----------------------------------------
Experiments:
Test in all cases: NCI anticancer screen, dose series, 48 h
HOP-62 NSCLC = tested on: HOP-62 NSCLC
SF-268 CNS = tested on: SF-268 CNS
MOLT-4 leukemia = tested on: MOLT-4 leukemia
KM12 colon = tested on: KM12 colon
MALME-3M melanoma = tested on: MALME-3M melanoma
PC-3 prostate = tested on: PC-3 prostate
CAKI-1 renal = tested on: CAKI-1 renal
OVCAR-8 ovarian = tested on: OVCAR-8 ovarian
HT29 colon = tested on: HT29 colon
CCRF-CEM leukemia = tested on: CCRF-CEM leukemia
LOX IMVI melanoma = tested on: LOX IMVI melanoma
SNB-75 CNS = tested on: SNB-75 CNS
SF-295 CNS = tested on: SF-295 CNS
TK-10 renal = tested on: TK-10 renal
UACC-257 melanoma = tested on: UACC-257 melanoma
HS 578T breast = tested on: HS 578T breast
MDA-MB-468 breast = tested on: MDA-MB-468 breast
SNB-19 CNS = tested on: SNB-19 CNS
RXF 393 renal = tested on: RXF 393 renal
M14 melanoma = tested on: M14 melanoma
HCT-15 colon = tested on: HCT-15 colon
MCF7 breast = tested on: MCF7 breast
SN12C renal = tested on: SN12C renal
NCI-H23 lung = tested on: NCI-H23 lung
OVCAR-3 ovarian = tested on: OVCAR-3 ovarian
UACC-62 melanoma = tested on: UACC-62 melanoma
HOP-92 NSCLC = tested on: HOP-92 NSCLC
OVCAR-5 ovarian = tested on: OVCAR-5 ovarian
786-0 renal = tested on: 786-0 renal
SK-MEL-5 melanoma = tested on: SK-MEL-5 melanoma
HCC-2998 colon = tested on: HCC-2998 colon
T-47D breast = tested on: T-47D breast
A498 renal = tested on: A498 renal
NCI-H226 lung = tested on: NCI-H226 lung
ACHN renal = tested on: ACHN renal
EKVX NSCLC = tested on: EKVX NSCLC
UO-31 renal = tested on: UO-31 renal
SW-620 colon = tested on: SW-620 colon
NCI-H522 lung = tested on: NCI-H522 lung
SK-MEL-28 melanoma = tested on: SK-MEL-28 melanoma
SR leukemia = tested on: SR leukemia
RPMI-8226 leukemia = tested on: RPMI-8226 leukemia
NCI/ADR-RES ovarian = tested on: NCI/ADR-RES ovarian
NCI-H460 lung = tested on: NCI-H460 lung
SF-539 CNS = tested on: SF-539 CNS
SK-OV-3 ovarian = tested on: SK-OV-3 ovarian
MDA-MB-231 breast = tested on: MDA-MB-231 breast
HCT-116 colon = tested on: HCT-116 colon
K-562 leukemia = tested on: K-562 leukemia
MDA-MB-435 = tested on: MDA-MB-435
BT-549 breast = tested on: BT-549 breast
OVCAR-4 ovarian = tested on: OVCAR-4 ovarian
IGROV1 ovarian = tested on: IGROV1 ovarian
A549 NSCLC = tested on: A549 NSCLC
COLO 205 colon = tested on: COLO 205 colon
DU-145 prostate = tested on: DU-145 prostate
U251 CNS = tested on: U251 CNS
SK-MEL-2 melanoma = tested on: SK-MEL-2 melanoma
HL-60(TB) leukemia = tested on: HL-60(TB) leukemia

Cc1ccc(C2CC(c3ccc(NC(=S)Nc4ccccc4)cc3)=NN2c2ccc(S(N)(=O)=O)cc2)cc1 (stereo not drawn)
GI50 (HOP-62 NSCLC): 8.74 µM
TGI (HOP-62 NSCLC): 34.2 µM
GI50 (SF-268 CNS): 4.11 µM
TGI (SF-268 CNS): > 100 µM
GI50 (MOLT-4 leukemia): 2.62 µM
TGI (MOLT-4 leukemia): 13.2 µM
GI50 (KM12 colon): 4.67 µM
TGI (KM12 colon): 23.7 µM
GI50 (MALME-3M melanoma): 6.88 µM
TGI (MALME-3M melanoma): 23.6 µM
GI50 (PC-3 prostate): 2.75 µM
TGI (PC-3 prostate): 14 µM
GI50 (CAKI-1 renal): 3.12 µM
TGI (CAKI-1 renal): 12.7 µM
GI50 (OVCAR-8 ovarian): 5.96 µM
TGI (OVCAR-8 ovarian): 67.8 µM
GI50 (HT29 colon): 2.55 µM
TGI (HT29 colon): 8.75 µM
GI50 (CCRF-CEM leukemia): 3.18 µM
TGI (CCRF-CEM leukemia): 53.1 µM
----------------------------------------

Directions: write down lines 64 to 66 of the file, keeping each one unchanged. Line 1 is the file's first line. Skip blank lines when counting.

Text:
TGI (HOP-62 NSCLC): 34.2 µM
GI50 (SF-268 CNS): 4.11 µM
TGI (SF-268 CNS): > 100 µM